9. I wonder if we are going to see drivers get in Q3 and not running to saving tires for race, like it was before?

    10. Show over sport.

      1. I also imagine that it’s going to be the slower teams with cars that put less load into tires that are going to suffer as it’s them who tend to have more problems getting the harder compounds upto temperature to begin with.

    11. Revised Qualifying Format is an FIA Sporting Regulations. No need for drivers input on this policy. FIA should enforce this if they were serious about environment impact from the sport. This is a real action, not just some drivers wearing different helmet colour.

      Almost 2,000 times more particle pollution is produced by tyre wear than is pumped out of the exhausts of modern cars. We knew how many more tyres were used during race weekend.

      1. Zoan Kulinski
        8th March 2023, 13:05

        With the billions and billions of tyres that are on the road today why is F1 worried over 20 sets of tyres? This is even as bad or worse that sprint qually. Instead of improving “the show” the FIA seems dead set to ruin F1.

    12. Just bring four or five sets of raceable, durable tyres that are fit for purpose. I’m sick of tyre management, drivers sitting out qualifying, plodding around miles off the pace, great moves explained away by tyre compound or age, teams calling drivers in to go for fastest lap.

      If I want to watch tyres I can go to a tyre fitter or monkey enclosure.

      1. The precise way tyre compounds were applied long ago, when I first started watching F1 in the 1980s and 90s escape me i.e. I don’t remember. But why can they not just have four types of tyre, a full wet (that lasts), an intermediate, a hard/medium and a medium/soft. Then they would need to use both of the standard weather tyres in the race perhaps for a minimum number of laps. But both would be capable of lasting most of a race distance but not all. It would depend on the circuit I realise.

        Probably far too simple.

    13. SanFran (@andrewfrancis80)
      8th March 2023, 13:20

      I think there is nothing wrong with the current qualifying format, however I don’t think it’s a bad thing to use a single race from time to time to trial an idea. Although I don’t think this one is… we might hit upon something that is actually an improvement.

      But my main problem is the current administration do have a a tendency to do something, get a very weak feedback from fans, pundits, teams and drivers but talk very loudly at every camera about how they’ve had overwhelmingly positive feedback and they are pressing ahead it it.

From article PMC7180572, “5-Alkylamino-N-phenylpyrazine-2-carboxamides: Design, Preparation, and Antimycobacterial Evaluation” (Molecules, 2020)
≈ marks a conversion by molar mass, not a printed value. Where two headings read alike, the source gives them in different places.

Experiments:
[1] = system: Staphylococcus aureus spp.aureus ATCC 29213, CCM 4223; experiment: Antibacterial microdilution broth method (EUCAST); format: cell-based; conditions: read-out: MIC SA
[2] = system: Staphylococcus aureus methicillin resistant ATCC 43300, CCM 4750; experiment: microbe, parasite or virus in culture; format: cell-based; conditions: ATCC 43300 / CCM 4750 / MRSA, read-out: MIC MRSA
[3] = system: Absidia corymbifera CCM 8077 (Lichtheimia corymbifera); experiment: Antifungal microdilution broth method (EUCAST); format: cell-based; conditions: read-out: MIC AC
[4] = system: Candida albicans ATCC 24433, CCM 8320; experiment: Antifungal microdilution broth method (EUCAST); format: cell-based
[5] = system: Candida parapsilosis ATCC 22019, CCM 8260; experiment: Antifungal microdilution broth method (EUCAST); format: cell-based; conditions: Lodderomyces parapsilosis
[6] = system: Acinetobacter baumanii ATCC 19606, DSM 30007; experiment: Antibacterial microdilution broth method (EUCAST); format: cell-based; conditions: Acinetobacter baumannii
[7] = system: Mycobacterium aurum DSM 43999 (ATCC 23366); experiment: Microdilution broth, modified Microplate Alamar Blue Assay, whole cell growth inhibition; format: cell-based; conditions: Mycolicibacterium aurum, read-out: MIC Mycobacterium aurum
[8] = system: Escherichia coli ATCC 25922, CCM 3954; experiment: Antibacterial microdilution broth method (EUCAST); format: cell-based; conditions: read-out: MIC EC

14. Another qualifying session with an asterisk against it. Fed up with the pointless tinkering.

      If you want to test something, maybe schedule a day where all teams test. Call it testing? The teams could even evaluate their own cars while everyone’s at the circuit and do correlation and other work. Imagine that!

    15. Do these guys not realize that pretty much everything about F1 is ‘for the show’? If you give engineers a 500 million budget like big F1 teams had up until recently, do they really think they couldn’t make a car that’s more than a handful of seconds faster than what people drawing on paper came up with when advanced home computers were running Windows 3.1x?

      I have little enthusiasm for the current qualifying format that inevitably sees the same teams drop out one by one. Not least because the coverage is often reduced to a static shot of the startline while the databar on the left is updating; that’s about as exciting as watching the NASDAQ ticker.

      But this scheme with the tyre compounds is not the way to make qualifying more interesting. First, because spec parts should never be the talking point. Second, because the big teams will inevitably be better at managing than the slower teams. Third, because qualifying is about the ultimate raw speed these cars can muster. So show it – all of it. Single lap qualifying is the way to go.

    16. amazingly, they all look like that impersonator guy from youtube, in this pic

    17. also, kinda ruins the point of watching qualifying for me, the cars being driven properly flat out

      1. Spot on Stefano !

    18. Sorry, but this idea is stupid.

      1. Another Comment spot on, which is exactly what I feel too.

        Has F1 been taken over by Disney by any chance ?

    19. Another step toward a 100% spec series.

    Comments are closed.